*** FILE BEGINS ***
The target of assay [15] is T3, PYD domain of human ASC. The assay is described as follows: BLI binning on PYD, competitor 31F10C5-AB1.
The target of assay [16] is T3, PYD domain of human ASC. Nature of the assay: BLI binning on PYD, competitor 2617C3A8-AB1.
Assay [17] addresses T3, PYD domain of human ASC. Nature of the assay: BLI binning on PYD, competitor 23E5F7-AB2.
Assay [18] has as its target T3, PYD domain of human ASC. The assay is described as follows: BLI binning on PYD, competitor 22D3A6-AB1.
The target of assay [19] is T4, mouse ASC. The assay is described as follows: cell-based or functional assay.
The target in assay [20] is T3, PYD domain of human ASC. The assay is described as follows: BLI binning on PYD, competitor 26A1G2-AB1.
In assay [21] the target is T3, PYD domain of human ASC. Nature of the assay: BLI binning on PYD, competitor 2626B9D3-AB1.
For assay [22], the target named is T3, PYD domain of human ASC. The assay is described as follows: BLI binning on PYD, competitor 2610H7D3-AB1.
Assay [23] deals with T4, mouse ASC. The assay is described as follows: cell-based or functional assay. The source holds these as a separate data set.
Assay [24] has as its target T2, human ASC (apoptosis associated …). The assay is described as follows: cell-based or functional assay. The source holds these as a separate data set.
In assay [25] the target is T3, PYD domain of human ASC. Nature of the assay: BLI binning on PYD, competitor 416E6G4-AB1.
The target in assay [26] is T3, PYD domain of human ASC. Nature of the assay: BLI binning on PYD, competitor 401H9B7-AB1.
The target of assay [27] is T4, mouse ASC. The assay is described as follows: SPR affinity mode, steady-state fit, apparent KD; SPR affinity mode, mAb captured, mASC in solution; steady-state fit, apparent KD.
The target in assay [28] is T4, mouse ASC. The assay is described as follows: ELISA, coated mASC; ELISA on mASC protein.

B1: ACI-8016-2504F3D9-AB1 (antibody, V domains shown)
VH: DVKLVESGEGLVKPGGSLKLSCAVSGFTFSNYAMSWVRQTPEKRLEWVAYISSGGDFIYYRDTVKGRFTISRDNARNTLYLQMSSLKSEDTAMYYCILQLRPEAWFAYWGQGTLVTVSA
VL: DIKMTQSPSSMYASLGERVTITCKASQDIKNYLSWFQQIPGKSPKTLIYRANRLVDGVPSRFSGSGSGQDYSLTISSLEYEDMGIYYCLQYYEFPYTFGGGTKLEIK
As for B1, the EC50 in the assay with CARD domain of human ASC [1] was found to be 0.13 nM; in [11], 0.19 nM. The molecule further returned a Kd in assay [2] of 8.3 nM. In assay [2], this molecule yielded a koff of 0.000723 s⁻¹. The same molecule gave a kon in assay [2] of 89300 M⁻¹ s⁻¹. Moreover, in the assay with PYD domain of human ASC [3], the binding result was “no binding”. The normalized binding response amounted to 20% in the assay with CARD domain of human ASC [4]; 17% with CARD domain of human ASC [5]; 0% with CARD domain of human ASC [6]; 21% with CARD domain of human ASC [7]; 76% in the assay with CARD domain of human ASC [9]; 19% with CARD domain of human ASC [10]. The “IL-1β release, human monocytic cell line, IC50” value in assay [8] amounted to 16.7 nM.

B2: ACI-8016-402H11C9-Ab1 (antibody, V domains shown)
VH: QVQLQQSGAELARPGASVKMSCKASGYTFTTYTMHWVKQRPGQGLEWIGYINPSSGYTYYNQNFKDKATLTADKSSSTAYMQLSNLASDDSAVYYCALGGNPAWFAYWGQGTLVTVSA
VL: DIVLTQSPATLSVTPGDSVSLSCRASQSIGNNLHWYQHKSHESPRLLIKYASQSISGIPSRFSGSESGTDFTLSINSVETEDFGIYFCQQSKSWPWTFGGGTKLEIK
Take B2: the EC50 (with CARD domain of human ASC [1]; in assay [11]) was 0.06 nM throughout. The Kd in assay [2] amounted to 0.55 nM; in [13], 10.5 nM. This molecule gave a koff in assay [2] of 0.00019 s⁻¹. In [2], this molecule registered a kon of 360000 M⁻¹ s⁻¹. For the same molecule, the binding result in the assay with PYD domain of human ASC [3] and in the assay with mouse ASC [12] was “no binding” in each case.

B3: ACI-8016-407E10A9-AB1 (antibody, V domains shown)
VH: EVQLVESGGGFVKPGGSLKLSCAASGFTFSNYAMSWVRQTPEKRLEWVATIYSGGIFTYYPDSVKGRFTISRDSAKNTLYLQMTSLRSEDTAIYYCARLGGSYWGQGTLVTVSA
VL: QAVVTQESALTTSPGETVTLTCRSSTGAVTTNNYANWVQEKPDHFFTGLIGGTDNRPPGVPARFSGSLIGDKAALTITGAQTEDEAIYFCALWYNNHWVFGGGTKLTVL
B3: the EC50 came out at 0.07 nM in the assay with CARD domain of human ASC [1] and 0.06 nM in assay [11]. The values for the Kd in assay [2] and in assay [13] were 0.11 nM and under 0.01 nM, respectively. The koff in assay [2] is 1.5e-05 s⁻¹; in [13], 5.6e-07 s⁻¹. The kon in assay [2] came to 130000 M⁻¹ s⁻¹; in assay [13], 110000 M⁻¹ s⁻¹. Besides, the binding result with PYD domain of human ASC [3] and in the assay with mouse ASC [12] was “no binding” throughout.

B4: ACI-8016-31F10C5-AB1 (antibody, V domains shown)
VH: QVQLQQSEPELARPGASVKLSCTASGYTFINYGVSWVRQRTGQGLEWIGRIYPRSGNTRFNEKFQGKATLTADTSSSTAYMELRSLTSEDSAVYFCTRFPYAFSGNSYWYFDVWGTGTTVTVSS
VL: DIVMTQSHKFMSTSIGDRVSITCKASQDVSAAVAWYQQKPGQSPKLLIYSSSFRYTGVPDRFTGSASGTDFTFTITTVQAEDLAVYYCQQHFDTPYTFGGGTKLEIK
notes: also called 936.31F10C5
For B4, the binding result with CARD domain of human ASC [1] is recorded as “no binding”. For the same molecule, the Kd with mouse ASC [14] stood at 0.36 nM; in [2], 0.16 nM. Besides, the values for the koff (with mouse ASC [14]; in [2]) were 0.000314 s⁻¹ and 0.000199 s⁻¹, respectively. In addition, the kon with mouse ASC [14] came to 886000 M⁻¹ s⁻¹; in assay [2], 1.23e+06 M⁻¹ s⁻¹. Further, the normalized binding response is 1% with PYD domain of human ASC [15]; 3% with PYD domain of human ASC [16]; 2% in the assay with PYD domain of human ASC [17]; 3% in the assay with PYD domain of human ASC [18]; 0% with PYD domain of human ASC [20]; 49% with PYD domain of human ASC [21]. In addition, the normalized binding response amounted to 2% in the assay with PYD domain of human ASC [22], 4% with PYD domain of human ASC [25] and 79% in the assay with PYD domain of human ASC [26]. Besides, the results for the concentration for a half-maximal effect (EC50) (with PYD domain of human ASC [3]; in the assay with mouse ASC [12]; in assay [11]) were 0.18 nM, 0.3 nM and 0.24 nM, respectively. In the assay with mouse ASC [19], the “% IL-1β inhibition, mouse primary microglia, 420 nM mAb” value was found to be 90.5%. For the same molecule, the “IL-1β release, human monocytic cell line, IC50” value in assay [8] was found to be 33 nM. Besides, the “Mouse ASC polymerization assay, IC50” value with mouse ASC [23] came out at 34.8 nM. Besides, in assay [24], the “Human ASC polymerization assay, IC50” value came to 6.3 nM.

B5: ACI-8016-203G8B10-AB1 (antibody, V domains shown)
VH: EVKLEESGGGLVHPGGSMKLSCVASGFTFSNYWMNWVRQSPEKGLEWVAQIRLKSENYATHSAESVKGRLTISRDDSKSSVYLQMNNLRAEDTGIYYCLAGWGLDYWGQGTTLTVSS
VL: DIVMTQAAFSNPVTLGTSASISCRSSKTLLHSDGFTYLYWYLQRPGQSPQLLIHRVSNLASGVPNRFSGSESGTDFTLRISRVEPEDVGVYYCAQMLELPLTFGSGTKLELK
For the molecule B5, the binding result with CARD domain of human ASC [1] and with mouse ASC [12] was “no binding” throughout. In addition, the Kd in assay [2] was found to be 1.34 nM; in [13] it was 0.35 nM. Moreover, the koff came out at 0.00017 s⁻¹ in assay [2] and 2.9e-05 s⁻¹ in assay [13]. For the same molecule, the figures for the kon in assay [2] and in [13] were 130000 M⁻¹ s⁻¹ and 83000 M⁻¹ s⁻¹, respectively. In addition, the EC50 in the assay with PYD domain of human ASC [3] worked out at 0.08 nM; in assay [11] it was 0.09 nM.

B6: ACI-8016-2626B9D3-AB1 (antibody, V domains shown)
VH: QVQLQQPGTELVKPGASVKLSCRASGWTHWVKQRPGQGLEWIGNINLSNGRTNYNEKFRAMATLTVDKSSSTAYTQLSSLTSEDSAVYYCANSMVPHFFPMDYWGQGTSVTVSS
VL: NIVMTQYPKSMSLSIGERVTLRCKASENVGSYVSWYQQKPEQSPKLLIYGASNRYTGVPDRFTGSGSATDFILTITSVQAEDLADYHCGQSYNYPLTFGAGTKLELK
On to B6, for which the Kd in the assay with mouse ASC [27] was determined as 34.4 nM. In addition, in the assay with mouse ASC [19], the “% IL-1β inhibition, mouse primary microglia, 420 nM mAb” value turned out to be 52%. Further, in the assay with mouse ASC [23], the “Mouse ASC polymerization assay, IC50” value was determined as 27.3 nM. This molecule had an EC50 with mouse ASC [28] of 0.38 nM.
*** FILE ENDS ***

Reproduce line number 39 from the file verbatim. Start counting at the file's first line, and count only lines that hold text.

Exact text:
On to B6, for which the Kd in the assay with mouse ASC [27] was determined as 34.4 nM. In addition, in the assay with mouse ASC [19], the “% IL-1β inhibition, mouse primary microglia, 420 nM mAb” value turned out to be 52%. Further, in the assay with mouse ASC [23], the “Mouse ASC polymerization assay, IC50” value was determined as 27.3 nM. This molecule had an EC50 with mouse ASC [28] of 0.38 nM.